Cleves (German: Kleve; Dutch: Kleff, Kleef; French: Clèves; Latin:
Clivia) is a town in the
Lower Rhine region
1 Territory of the municipality 2 History 3 Demographics
3.1 Census data 3.2 Religion
4 Gallery of churches in Kleve 5 Government
5.1 City Council 5.2 Mayor
6 Language and dialect 7 Twin cities 8 Notable people 9 References 10 External links
Territory of the municipality The territory of Cleves comprises, next to the innercity, of fourteen villages and populated places: Bimmen, Brienen, Donsbrüggen, Düffelward, Griethausen, Keeken, Kellen, Materborn, Reichswalde, Rindern, Salmorth, Schenkenschanz, Warbeyen and Wardhausen. History
Mid 17th century Tiergarten
City and port of
The native name Kleff probably derives from
Middle Dutch clef, clif
‘cliff, bluff’, referring to the promontory on which the
Schwanenburg castle was constructed. Since the city's coat of arms
displays three clovers (German Klee,
Then they came to me and they said, “Do you want Cleves taken
out?” By "taken out" they meant the whole of the heavy bombers
putting on to Cleves. Now, I knew that Cleves was a very fine old
historical German town. Anne of Cleves, one of Henry VIII’s wives,
came from there. I knew that there were a lot of civilians in Cleves,
men, women and children. If I said no, they would live. If I said yes,
they would die. A terrible decision you’ve got to take. But
everything depended on getting a high piece of ground at Materborn.
The German reserves would have to come through Cleves, and we would
have to breach the
Horrocks later said that this had been "the most terrible decision I
had ever taken in my life" and that he felt "physically sick" when he
saw the bombers overhead.  
As a result of the bombing, relatively little of the pre-1945 City
remains. Those structures spared include a number of historic villas
built during the heyday of Spa Bad Kleves, and they are located along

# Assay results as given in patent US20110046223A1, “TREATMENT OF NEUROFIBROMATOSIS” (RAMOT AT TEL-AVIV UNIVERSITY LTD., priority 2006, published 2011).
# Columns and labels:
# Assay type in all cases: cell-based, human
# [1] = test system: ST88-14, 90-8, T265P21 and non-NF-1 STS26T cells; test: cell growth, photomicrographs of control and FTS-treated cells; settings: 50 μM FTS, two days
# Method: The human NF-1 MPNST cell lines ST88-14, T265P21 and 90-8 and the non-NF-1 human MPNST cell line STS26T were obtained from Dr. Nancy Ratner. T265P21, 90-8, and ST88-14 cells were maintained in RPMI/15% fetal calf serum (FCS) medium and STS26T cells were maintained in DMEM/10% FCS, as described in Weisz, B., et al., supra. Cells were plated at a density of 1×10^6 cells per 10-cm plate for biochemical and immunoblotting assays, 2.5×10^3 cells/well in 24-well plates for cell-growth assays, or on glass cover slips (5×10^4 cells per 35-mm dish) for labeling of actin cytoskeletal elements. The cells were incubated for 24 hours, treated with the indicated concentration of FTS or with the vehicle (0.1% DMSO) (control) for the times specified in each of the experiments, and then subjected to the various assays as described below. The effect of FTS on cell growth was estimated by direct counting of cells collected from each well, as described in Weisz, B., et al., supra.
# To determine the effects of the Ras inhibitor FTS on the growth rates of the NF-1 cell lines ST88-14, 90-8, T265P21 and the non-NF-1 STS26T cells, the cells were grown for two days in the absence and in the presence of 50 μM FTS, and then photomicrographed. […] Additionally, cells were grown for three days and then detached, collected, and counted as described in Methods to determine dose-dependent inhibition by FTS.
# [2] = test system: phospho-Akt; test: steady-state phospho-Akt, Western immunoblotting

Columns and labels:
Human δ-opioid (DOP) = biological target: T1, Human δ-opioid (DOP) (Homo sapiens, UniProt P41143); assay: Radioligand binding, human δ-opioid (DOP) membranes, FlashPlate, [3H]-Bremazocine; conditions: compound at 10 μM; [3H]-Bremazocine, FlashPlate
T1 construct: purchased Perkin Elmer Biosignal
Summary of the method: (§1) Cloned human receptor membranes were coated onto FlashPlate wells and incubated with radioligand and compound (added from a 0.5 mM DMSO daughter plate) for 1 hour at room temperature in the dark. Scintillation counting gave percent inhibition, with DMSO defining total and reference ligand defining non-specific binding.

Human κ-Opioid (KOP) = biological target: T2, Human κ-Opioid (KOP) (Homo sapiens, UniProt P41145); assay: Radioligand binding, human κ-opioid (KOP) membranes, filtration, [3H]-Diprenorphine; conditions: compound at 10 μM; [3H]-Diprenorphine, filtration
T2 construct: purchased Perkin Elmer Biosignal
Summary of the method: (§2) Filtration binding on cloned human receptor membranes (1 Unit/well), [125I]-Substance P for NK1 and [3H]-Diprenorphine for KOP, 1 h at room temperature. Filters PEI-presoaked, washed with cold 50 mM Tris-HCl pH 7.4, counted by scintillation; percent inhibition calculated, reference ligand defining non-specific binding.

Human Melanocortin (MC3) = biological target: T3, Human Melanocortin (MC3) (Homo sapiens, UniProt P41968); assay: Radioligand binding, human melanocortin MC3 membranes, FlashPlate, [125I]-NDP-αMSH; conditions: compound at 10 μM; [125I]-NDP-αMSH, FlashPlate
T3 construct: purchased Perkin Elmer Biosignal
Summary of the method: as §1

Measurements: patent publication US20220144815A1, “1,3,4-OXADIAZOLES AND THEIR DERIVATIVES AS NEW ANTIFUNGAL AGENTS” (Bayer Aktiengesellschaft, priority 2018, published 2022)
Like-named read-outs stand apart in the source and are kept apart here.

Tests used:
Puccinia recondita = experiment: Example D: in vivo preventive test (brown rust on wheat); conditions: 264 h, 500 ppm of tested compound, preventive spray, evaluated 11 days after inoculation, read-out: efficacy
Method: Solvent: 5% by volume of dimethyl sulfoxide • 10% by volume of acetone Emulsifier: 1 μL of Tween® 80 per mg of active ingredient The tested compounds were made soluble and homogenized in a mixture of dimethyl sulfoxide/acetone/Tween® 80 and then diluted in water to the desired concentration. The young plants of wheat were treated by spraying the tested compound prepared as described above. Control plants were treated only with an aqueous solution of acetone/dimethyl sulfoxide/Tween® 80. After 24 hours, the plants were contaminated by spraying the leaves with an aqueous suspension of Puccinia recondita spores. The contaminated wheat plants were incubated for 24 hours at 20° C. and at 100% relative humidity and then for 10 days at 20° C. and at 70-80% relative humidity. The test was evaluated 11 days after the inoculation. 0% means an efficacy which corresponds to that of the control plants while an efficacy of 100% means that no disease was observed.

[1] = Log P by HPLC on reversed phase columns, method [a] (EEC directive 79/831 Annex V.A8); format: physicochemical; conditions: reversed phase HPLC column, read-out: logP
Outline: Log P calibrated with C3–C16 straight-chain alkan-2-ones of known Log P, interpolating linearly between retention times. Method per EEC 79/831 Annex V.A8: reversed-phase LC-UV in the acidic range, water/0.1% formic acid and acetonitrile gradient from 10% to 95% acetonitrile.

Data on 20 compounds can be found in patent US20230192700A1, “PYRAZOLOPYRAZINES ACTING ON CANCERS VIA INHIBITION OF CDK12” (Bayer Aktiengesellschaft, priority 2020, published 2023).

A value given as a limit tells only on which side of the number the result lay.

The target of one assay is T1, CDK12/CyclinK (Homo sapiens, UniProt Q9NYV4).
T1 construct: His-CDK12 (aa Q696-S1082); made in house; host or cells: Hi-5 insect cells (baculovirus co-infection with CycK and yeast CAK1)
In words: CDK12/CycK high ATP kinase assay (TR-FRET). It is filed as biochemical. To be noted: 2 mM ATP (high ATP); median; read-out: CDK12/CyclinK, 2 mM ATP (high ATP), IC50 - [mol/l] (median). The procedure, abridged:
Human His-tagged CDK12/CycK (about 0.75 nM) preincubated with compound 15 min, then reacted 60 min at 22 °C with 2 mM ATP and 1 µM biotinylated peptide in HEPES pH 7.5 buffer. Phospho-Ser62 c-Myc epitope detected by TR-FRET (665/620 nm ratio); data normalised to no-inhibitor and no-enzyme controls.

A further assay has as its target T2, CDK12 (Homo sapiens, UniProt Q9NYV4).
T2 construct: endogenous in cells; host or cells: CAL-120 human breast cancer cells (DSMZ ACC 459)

the B9 near the Tiergarten. Of those buildings destroyed, many were
reconstructed, including most of the Schwanenburg and the
Stiftskirche, the Catholic parish church. Constructed on high ground,
many of these landmarks can be seen from the surrounding communities.
Since 1953 there has been a broadcasting facility for FM radio and
television from regional broadcaster WDR near Kleve. The current
aerial mast was brought into service in 1993. The steel tube mast
rises 126.4 metres high and has a diameter of 1.6 metres. It is
stabilized by guy wires attached at 57 and 101.6 metres height.
Following the Second World War important employers in the area were
associated with the Wirtschaftswunder, and included the XOX
Bisquitfabrik (XOX Biscuit Factory) GmbH and the Van den Berg'schen
Margerinewerke (Margarine Union), that manufactured biscuits and
margarine. Another important employer was the
Elefanten-Kinderschuhfabrik (Elefant Children's Shoes Factory).
Retail has become an increasingly important industry, particularly
after the institution of the euro in 2002. Dutch citizens often cross
the border to patronize local retailers, drawn by cost savings they
can get in Germany. A great deal of the euros spent on shopping in
Year Pop. ±%
1815 6,517 —
1832 6,990 +7.3%
1867 9,209 +31.7%
1898 13,724 +49.0%
1910 18,135 +32.1%
1920 19,453 +7.3%
1930 21,561 +10.8%
1939 21,784 +1.0%
1950 28,740 +31.9%
1960 21,129 −26.5%
1970 45,675 +116.2%
1980 45,899 +0.5%
1990 47,191 +2.8%
2000 48,926 +3.7%
2010 49,794 +1.8%
2013 50,650 +1.7%
According to the Statistical Yearbook of Cleves as of 2013, 50,650
people resided in the city. The population density was 517.9 people